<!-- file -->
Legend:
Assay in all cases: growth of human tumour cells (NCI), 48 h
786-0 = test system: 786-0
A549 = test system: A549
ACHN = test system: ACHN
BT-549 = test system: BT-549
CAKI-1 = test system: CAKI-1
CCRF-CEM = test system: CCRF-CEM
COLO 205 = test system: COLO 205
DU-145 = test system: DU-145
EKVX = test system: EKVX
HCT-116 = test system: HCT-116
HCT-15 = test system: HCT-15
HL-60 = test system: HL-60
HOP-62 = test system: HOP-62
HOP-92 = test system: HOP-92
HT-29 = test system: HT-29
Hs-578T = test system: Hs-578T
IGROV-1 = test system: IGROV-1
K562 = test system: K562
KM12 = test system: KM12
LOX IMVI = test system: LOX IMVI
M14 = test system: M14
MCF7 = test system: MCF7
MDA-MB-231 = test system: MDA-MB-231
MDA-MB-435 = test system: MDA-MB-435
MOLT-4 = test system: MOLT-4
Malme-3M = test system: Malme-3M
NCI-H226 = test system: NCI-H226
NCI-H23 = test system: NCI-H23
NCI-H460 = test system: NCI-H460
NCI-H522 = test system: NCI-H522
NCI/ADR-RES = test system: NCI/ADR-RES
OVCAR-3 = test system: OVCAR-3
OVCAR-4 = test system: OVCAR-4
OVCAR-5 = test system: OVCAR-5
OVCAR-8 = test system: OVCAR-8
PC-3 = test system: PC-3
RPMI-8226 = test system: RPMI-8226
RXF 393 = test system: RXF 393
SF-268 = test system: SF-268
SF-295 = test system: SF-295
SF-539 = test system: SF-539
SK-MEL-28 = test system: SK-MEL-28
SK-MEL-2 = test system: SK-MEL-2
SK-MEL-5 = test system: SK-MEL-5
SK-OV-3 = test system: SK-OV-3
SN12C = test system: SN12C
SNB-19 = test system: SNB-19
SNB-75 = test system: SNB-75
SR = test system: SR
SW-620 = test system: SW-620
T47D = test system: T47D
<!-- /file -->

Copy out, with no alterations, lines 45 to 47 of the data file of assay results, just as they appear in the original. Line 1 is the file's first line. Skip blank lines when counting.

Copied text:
SK-MEL-2 = test system: SK-MEL-2
SK-MEL-5 = test system: SK-MEL-5
SK-OV-3 = test system: SK-OV-3